Getting involved at COP26

This year, our city of Glasgow was host to the 26th UN Climate Change Conference of Parties – COP26. The conference took place between 31st October and 12th November, with a plethora of related events, workshops and exhibitions taking place throughout the city and around the globe.

Developing the approach implemented for Climate Action Day in 2019, we actively encouraged participation by offering everyone on our team an extra day off to attend any event they felt would help change the world in a positive way. Many of our colleagues took this opportunity to get involved in the action. Here are just a few of the highlights, as viewed through the lens of the members of our team who took part.

We were delighted to be joined by Janna Laan Lomas for a talk on the use of natural and sustainable materials in architecture. Janna is not only the founding director of Grain Architecture, but also co-founded Natural Building UK, and the Natural Materials group within ACAN (Architects Climate Action Network). Her talk inspired conversation on the opportunities, benefits and challenges involved with integrating natural materials into the work of our own studio. After the talk, several of our architects visited ACAN’s Natural Materials Market Stall at Many Studios to see some of their samples and work on show.

An important aspect of the action taking place around COP26 was amplifying voices and experiences from around the globe, driving home the urgency and immediacy of the climate crisis. Michael Pinsky’s exhibition Pollution Drift did just that, providing an immersive experience which highlighted the dangers of air pollution. One member of our team, Vas, gave his review of the exhibition:

“Air pollution kills an estimated 7 million people globally each year. Michael Pinskys installation Pollution Pods allow visitors to experience some of the worst quality air on the planet, and understand why action on air pollution is urgently needed. The Pollution Pods are a series of geodesic domes whose air quality, smell and temperature accurately recreate the pollution of five different locations on three continents: London, Beijing, São Paulo, New Delhi and Tautra a remote peninsula in Norway. We thought that this was a powerful immersive piece which managed to convey the damage taking place in a way that statistics can fail to do”

While it is important to acknowledge and learn about the causes of the climate crisis and the impact it is having all around the world, it is crucial that we continue to explore and enact solutions. The Sustainable Glasgow Landing provided a pop-up venue for local and global organisations to showcase potential ways in which we can respond to the climate emergency. Several of our colleagues went to explore the Landing and attended Glasgow City Council’s talk on Nature Based Solutions to a Resilient City. Chloe outlined the event:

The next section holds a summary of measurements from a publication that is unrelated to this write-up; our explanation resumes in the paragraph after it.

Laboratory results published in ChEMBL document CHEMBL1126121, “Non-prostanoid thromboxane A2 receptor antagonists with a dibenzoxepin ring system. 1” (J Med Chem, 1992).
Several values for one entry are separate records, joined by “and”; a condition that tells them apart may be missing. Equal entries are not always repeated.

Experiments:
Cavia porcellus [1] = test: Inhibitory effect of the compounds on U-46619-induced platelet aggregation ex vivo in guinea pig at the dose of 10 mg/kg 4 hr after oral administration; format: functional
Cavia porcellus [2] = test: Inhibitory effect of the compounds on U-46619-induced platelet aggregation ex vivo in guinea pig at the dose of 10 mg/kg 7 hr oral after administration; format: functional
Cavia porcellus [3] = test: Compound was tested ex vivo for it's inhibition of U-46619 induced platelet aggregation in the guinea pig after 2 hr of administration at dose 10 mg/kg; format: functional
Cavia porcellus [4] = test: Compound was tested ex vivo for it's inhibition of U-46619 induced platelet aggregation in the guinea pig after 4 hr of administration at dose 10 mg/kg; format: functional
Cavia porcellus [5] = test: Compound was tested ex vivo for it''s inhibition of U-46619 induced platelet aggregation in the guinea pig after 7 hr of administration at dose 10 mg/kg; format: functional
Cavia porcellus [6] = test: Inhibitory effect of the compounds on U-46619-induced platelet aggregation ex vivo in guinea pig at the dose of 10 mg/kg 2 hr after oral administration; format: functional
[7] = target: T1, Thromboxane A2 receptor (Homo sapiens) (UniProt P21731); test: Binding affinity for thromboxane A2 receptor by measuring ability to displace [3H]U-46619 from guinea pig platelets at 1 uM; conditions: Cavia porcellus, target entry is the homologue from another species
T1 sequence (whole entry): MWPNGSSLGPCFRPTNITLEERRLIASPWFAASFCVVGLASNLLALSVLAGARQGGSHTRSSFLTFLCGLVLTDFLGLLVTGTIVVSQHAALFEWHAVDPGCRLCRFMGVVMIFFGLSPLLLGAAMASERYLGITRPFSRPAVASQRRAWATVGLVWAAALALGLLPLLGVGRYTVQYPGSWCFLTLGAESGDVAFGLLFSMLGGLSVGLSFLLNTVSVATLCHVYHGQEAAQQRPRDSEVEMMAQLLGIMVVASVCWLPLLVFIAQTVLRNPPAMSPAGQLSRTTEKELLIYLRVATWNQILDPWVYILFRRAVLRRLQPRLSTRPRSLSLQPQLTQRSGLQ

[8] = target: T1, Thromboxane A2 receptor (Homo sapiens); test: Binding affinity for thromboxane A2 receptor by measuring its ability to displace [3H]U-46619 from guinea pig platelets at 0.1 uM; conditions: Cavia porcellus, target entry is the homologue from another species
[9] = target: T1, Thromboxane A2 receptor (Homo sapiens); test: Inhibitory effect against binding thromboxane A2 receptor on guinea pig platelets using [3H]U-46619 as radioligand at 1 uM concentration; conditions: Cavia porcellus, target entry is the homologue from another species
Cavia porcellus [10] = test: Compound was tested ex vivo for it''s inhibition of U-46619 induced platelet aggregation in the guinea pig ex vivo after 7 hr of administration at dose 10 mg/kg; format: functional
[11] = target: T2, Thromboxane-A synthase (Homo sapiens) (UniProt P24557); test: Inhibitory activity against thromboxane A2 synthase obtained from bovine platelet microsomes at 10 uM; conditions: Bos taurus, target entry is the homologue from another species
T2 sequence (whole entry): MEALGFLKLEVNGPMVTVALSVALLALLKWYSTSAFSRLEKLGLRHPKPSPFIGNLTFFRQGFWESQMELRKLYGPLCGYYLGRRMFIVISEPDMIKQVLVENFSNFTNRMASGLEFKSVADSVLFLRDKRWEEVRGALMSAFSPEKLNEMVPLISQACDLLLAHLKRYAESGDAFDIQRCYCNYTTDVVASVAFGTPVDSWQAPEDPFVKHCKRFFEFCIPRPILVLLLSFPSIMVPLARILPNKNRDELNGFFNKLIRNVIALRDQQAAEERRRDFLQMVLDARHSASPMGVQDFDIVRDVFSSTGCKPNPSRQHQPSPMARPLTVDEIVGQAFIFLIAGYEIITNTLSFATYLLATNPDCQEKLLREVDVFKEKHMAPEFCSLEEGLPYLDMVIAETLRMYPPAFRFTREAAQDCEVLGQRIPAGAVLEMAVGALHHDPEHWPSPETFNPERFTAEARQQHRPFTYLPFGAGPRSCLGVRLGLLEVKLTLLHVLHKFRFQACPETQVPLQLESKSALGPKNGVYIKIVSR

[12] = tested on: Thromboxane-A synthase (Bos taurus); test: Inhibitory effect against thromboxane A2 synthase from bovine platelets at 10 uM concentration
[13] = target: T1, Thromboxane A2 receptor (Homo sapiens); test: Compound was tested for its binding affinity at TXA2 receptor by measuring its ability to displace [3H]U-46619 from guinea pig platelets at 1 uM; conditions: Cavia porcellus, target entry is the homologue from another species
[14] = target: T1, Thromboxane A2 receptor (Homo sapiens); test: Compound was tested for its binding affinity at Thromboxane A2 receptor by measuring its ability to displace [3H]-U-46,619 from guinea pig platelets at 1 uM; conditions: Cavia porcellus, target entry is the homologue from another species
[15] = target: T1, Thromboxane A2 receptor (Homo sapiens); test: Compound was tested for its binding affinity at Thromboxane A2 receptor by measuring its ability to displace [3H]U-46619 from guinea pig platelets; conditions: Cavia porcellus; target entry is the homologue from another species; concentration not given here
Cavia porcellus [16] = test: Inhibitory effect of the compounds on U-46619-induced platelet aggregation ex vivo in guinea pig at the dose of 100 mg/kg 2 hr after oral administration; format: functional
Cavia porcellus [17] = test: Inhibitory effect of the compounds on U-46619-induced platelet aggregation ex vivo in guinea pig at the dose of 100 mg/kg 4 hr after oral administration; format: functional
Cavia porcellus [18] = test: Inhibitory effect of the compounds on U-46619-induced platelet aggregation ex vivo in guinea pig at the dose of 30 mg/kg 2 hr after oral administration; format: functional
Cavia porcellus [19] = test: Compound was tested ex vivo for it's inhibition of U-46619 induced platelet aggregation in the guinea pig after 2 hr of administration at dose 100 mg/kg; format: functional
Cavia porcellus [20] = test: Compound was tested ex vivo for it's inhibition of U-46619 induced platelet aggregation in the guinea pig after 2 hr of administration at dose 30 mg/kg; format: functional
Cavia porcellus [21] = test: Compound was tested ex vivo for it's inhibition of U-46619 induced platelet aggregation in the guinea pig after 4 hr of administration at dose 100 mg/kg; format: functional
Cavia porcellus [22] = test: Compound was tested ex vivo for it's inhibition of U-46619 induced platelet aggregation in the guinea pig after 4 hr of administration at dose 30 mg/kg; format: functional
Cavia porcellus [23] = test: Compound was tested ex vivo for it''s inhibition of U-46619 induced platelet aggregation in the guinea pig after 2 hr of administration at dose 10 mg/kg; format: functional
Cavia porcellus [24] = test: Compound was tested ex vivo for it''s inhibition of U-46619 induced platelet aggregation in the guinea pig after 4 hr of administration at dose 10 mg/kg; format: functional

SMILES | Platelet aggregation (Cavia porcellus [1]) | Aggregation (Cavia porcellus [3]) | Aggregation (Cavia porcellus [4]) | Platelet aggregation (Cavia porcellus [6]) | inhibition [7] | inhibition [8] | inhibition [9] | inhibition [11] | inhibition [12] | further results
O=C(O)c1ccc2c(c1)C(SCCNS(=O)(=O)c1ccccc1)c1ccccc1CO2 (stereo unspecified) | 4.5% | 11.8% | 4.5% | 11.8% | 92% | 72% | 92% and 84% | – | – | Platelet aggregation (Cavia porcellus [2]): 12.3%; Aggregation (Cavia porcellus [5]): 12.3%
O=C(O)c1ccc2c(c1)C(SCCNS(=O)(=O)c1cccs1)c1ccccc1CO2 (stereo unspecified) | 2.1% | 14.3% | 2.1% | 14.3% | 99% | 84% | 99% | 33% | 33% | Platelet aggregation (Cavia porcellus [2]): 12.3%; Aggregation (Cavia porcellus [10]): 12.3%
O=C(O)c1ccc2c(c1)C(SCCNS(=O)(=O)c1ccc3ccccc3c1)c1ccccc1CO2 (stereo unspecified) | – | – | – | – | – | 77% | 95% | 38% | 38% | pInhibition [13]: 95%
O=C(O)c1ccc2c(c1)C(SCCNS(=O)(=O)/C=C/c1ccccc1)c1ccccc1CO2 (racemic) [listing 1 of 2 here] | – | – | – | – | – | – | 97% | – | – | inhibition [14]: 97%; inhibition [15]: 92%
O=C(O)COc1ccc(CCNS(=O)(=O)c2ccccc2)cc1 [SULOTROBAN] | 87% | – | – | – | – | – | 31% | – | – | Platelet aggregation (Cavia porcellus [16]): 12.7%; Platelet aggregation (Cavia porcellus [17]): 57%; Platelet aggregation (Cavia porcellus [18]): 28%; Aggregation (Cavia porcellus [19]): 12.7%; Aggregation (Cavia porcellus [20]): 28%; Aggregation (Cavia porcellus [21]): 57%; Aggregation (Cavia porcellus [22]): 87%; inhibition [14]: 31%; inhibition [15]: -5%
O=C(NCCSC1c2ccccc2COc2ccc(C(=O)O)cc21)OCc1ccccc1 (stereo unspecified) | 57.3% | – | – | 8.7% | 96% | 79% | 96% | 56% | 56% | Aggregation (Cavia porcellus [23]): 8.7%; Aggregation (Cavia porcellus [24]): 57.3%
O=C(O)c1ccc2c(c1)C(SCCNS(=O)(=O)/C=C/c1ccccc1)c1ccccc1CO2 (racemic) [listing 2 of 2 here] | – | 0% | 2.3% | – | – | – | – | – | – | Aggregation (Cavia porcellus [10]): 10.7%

“Glasgow City council presented the Avenues project, and how they have been using the pilot project on Sauchiehall St to inform the design of the other avenues. Some interesting takeaways - there has been a 300% increase in cyclists on Sauchiehall St, the root zones allow for the trees to double in size over their lifetime, and they have been trialling different tree species and raingardens to find the best combinations for Glasgow's climate.”

In addition to this talk, the group visited IGS’s exhibition on vertical farming, and also took part in VIDI’s AR experience which offered depictions of two potential future scenarios for George Square depending on climate action or inaction.

The Fridays for Future climate strike and Saturday’s protest march in Glasgow Southside were well attended by our colleagues. Thousands of people took to the streets to call for climate action from our world leaders. The atmosphere was one of solidarity, anger and urgency and it felt powerful to be even a small part of this larger movement. Friday’s march left from Kelvingrove park and ended at George Square. The procession was led by Amazonian youth from Brazil and Ecuador, who later spoke on the main stage about their fight to protect their land and the nature within it and the imperativeness for banks to divest from Amazon destruction. Hearing these voices amplified really emphasised the fact that the climate crisis is happening now and that action can no longer be delayed.

While only time will tell if the governmental level action to come out of the Conference of Parties goes far enough, the events surrounding COP26 were of huge value to local and global communities alike. The knowledge and experiences shared are things which we will reflect upon and take into both our personal and professional lives.


18 November, 2021